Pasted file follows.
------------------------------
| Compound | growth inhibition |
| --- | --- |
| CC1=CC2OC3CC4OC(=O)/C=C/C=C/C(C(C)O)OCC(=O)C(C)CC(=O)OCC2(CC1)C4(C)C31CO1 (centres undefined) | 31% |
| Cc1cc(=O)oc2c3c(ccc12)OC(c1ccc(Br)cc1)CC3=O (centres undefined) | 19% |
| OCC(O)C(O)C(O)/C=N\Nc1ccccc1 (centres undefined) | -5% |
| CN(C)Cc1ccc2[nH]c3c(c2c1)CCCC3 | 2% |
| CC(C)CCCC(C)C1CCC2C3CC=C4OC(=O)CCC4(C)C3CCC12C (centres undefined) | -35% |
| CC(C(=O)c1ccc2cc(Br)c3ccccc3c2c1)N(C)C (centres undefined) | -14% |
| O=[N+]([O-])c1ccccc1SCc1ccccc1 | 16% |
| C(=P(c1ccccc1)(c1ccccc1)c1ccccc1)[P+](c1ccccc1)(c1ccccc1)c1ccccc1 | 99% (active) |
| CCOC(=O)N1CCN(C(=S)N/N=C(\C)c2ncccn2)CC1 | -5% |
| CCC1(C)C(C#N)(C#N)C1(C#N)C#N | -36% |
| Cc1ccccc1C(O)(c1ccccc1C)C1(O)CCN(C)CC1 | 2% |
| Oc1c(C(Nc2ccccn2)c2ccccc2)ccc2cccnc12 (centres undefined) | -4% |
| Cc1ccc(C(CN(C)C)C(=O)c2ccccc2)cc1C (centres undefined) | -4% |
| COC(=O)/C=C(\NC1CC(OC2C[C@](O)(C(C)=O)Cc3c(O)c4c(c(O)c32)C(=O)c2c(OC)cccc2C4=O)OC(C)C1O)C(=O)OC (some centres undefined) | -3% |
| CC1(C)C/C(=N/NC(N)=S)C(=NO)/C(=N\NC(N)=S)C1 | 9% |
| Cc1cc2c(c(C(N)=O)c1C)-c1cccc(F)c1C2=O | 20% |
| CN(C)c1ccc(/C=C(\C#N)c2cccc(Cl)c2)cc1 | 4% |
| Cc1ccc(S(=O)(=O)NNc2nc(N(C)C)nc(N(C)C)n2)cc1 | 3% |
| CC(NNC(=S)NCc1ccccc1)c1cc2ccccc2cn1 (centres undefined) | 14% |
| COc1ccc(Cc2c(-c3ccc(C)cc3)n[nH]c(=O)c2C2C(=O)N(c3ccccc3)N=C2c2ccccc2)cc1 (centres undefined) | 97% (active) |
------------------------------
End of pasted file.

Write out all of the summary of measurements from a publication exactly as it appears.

| Compound | growth inhibition |
| --- | --- |
| CC1=CC2OC3CC4OC(=O)/C=C/C=C/C(C(C)O)OCC(=O)C(C)CC(=O)OCC2(CC1)C4(C)C31CO1 (centres undefined) | 31% |
| Cc1cc(=O)oc2c3c(ccc12)OC(c1ccc(Br)cc1)CC3=O (centres undefined) | 19% |
| OCC(O)C(O)C(O)/C=N\Nc1ccccc1 (centres undefined) | -5% |
| CN(C)Cc1ccc2[nH]c3c(c2c1)CCCC3 | 2% |
| CC(C)CCCC(C)C1CCC2C3CC=C4OC(=O)CCC4(C)C3CCC12C (centres undefined) | -35% |
| CC(C(=O)c1ccc2cc(Br)c3ccccc3c2c1)N(C)C (centres undefined) | -14% |
| O=[N+]([O-])c1ccccc1SCc1ccccc1 | 16% |
| C(=P(c1ccccc1)(c1ccccc1)c1ccccc1)[P+](c1ccccc1)(c1ccccc1)c1ccccc1 | 99% (active) |
| CCOC(=O)N1CCN(C(=S)N/N=C(\C)c2ncccn2)CC1 | -5% |
| CCC1(C)C(C#N)(C#N)C1(C#N)C#N | -36% |
| Cc1ccccc1C(O)(c1ccccc1C)C1(O)CCN(C)CC1 | 2% |
| Oc1c(C(Nc2ccccn2)c2ccccc2)ccc2cccnc12 (centres undefined) | -4% |
| Cc1ccc(C(CN(C)C)C(=O)c2ccccc2)cc1C (centres undefined) | -4% |
| COC(=O)/C=C(\NC1CC(OC2C[C@](O)(C(C)=O)Cc3c(O)c4c(c(O)c32)C(=O)c2c(OC)cccc2C4=O)OC(C)C1O)C(=O)OC (some centres undefined) | -3% |
| CC1(C)C/C(=N/NC(N)=S)C(=NO)/C(=N\NC(N)=S)C1 | 9% |
| Cc1cc2c(c(C(N)=O)c1C)-c1cccc(F)c1C2=O | 20% |
| CN(C)c1ccc(/C=C(\C#N)c2cccc(Cl)c2)cc1 | 4% |
| Cc1ccc(S(=O)(=O)NNc2nc(N(C)C)nc(N(C)C)n2)cc1 | 3% |
| CC(NNC(=S)NCc1ccccc1)c1cc2ccccc2cn1 (centres undefined) | 14% |
| COc1ccc(Cc2c(-c3ccc(C)cc3)n[nH]c(=O)c2C2C(=O)N(c3ccccc3)N=C2c2ccccc2)cc1 (centres undefined) | 97% (active) |